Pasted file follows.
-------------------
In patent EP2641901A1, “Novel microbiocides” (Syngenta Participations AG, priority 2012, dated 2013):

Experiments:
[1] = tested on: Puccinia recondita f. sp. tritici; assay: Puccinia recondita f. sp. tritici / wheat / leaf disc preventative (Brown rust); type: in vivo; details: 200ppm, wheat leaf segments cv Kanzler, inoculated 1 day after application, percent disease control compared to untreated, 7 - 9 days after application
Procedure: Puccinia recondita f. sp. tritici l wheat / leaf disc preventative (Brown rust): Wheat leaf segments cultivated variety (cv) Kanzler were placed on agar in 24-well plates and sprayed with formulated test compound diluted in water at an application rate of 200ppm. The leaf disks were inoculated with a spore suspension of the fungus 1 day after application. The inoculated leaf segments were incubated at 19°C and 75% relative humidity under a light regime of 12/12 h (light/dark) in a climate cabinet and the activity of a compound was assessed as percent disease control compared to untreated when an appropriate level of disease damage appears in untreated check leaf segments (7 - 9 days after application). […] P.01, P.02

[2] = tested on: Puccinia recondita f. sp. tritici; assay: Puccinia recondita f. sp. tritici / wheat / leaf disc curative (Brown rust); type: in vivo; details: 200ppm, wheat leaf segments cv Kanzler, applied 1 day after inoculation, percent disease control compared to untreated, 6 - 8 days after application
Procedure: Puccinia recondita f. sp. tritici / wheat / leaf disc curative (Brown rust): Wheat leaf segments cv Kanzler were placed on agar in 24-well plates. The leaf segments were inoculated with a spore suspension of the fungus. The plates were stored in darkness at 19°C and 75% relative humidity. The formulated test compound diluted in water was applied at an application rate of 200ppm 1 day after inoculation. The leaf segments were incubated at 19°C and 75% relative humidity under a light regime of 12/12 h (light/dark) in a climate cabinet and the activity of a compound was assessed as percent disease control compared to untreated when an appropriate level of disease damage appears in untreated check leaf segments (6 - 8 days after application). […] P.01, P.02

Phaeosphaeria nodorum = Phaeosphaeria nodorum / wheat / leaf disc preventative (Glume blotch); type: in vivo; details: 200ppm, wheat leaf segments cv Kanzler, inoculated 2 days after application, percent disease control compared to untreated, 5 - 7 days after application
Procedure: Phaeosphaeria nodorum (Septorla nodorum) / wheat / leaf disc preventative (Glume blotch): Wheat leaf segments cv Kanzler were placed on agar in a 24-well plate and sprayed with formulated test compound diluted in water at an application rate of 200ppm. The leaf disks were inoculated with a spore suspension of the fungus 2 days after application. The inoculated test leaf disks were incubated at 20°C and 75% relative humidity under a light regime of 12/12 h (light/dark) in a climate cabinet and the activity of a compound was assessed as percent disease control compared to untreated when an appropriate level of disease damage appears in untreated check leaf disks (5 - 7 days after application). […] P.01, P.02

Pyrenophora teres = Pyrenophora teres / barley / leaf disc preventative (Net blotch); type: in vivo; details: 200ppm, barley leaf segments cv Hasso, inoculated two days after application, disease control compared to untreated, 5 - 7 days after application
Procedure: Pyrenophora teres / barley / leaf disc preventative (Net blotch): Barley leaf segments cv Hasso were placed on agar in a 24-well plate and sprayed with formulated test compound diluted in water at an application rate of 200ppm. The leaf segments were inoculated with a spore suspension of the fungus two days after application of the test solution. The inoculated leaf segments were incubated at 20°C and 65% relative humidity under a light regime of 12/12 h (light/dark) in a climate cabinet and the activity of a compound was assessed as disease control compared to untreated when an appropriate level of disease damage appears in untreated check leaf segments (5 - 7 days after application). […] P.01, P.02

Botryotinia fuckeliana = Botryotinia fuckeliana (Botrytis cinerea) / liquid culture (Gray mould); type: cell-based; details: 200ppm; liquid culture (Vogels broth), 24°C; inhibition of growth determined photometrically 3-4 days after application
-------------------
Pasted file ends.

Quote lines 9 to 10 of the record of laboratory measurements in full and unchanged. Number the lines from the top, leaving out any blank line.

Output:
Pyrenophora teres = Pyrenophora teres / barley / leaf disc preventative (Net blotch); type: in vivo; details: 200ppm, barley leaf segments cv Hasso, inoculated two days after application, disease control compared to untreated, 5 - 7 days after application
Procedure: Pyrenophora teres / barley / leaf disc preventative (Net blotch): Barley leaf segments cv Hasso were placed on agar in a 24-well plate and sprayed with formulated test compound diluted in water at an application rate of 200ppm. The leaf segments were inoculated with a spore suspension of the fungus two days after application of the test solution. The inoculated leaf segments were incubated at 20°C and 65% relative humidity under a light regime of 12/12 h (light/dark) in a climate cabinet and the activity of a compound was assessed as disease control compared to untreated when an appropriate level of disease damage appears in untreated check leaf segments (5 - 7 days after application). […] P.01, P.02